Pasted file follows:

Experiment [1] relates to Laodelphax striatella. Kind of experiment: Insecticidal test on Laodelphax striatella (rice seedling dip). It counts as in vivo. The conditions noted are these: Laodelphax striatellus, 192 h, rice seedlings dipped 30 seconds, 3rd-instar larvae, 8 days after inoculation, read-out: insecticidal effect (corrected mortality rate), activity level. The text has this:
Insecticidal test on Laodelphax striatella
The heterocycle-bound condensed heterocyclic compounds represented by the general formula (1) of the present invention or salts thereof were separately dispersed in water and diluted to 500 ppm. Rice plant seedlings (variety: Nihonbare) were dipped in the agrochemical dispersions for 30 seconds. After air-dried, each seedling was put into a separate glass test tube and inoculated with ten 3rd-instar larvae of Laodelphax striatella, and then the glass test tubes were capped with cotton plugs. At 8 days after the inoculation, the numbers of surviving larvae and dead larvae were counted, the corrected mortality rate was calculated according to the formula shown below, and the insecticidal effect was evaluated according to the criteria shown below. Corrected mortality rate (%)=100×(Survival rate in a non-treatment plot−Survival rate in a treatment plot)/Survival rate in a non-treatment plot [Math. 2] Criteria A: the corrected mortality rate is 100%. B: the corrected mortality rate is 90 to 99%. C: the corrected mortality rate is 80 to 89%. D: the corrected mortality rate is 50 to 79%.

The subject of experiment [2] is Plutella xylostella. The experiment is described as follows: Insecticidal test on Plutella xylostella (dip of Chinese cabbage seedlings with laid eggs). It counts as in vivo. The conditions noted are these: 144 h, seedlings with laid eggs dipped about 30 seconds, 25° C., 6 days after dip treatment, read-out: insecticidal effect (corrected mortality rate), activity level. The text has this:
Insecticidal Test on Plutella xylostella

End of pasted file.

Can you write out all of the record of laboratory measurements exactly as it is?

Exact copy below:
Experiment [1] relates to Laodelphax striatella. Kind of experiment: Insecticidal test on Laodelphax striatella (rice seedling dip). It counts as in vivo. The conditions noted are these: Laodelphax striatellus, 192 h, rice seedlings dipped 30 seconds, 3rd-instar larvae, 8 days after inoculation, read-out: insecticidal effect (corrected mortality rate), activity level. The text has this:
Insecticidal test on Laodelphax striatella
The heterocycle-bound condensed heterocyclic compounds represented by the general formula (1) of the present invention or salts thereof were separately dispersed in water and diluted to 500 ppm. Rice plant seedlings (variety: Nihonbare) were dipped in the agrochemical dispersions for 30 seconds. After air-dried, each seedling was put into a separate glass test tube and inoculated with ten 3rd-instar larvae of Laodelphax striatella, and then the glass test tubes were capped with cotton plugs. At 8 days after the inoculation, the numbers of surviving larvae and dead larvae were counted, the corrected mortality rate was calculated according to the formula shown below, and the insecticidal effect was evaluated according to the criteria shown below. Corrected mortality rate (%)=100×(Survival rate in a non-treatment plot−Survival rate in a treatment plot)/Survival rate in a non-treatment plot [Math. 2] Criteria A: the corrected mortality rate is 100%. B: the corrected mortality rate is 90 to 99%. C: the corrected mortality rate is 80 to 89%. D: the corrected mortality rate is 50 to 79%.

The subject of experiment [2] is Plutella xylostella. The experiment is described as follows: Insecticidal test on Plutella xylostella (dip of Chinese cabbage seedlings with laid eggs). It counts as in vivo. The conditions noted are these: 144 h, seedlings with laid eggs dipped about 30 seconds, 25° C., 6 days after dip treatment, read-out: insecticidal effect (corrected mortality rate), activity level. The text has this:
Insecticidal Test on Plutella xylostella